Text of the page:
Currently watching: Body of Evidence
Right there with you, Willem. It’s insufferable.

Currently watching: Clear and Present Danger
Harford as Deputy Director of the CIA? I can get behind that.
The films are well-produced and Noyce is competent. Here I just completed the rather riveting Colombian bottleneck massacre of federal agents. Tense as hell but ultimately let me down as it is quite difficult to believe that anybody could survive, let alone Jack Ryan. Constant volleys of rocket-propelled grenades and half a dozen men, at least, with automatic weapons perched in perfect positions to pick off the panicked, pistol-bearing agents. It is vaguely conceivable that Ryan survives as he is just important enough to be safeguarded and just human enough to instinctively go on the defensive, not offensive. But for him to be the literal only survivor… it’s not that it’s impossible to believe, it’s just that it’s the greatest stretch we’ve had so far and I was enjoying the lack of stretches.
Wait a minute. Is that guy on the left for real?

And I daresay this is some very good Ford we’re seeing – perhaps the last good Ford. Perfectly middle-aged and damned attractive, soft-spoken and shrewd and terribly humble, seeming to realize “I’m smart. I’m attractive. I have everything. I won’t fuck up.” He just kept being involved in smart vehicles and the right people, from the beginning of his career: Lucas, Spielberg, Coppola, Scott, Weir, Polanski, Nichols. While Noyce is serviceably Hollywood, he would mark the end of Harford’s (Kubrickian moniker) run – next up would be Sabrina, The Devil’s Own, Air Force One, Six Days Seven Nights, the pukey Random Hearts, etc… Did Harford become genuinely uninteresting or uninterested? Or does this slide actually reflect the depreciation of cinema? Into the 2000s his resume becomes simply embarrassing: What Lies Beneath, K-19, Hollywood Homicide, Firewall, the sandfox fare Indy 4. By 2010’s Morning Glory he is officially an old crank who is only charming in memory. And further into the decade we will look forward to his headlining Ender’s Game (abandon all hope, ye who enter the the work of Gavin Hood).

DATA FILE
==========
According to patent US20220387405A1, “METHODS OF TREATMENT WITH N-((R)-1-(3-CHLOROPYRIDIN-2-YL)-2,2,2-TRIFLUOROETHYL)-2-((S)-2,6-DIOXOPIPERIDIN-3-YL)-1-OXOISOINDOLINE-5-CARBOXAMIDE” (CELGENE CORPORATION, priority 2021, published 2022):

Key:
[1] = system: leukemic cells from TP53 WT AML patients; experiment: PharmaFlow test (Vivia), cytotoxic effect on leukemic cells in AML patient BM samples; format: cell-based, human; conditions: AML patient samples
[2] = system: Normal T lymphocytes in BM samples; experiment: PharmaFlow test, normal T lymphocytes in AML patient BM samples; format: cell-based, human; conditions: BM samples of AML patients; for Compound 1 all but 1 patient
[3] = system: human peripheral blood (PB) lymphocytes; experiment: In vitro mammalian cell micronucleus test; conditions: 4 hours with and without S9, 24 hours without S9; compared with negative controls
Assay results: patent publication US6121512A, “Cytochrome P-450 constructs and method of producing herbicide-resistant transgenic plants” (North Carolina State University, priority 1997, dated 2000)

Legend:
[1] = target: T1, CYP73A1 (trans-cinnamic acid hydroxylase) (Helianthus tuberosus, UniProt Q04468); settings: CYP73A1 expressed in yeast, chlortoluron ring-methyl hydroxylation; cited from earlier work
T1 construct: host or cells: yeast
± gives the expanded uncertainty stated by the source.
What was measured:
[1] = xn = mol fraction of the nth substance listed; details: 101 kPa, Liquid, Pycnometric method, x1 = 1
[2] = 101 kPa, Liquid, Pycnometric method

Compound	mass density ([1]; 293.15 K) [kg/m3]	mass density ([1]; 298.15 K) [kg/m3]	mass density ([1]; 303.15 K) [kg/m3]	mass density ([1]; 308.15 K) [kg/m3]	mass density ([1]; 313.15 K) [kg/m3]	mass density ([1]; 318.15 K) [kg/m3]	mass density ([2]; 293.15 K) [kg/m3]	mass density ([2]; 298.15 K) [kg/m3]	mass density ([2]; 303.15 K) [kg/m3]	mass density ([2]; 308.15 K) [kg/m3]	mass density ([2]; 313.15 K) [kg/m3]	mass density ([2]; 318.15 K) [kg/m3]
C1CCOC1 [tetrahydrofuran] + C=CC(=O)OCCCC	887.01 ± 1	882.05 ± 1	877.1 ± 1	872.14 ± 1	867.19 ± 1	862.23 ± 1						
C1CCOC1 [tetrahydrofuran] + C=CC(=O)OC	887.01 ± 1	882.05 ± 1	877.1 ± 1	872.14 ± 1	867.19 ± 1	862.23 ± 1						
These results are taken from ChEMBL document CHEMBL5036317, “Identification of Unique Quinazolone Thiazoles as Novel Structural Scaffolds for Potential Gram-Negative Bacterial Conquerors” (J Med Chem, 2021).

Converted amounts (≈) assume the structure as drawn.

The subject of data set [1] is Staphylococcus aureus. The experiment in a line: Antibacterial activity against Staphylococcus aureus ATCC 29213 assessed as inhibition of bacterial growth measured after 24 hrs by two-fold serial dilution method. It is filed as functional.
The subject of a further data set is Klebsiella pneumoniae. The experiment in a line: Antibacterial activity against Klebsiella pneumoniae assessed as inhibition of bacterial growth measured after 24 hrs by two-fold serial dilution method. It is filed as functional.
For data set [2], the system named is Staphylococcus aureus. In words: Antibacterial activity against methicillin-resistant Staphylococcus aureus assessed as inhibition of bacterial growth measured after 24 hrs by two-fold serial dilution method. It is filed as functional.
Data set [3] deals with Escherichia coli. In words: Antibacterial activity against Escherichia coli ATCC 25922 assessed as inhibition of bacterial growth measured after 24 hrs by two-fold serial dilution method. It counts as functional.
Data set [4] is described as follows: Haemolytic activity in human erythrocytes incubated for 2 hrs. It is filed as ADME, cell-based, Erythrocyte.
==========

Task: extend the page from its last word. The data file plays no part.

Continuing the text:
Right now. This moment. 1:19:40. Horner is again recycling scoring. It’s also possible that he regards this as his signature and just likes to place it on his works.I like this sequence. We’ll call it “The Two Jacks.”Out of printer paper. Nobody said Deputy Director was an easy job.Ryan’s confrontation with the President has the potential to be a devastating scene, and it’s shaping up to be just that: the President says Ryan will take the fall and that the rest of the blame will be placed on Greer (James Earl Jones), the reputable and sagacious old man nobody could ever hate. “You’ll take him down with you, destroy his reputation.” It has the makings of grand disillusionment tragedy. It was so exciting! Until: “The old Potomac two-step, Jack,” says Prez. Then Jack mutters his action-film repartee, “I’m sorry, Mr. President. I don’t dance.” and walks out, quite dignified. I suppose he’s going to challenge the Presidency? I do know that in a later Clancy novel (“Executive Orders”) Ryan actually does become President for a time… now that I’d pay to see on the screen by this same team. But it never happened.

Just finished: Patriot Games
Harford, 1992:
Strong men also cry.
I don’t know how we got here, and I don’t care. Alas, Bean. You’re not so bad.
And finally: I do not miss it when James Horner recycles his scoring. This isn’t the first time.


About this entry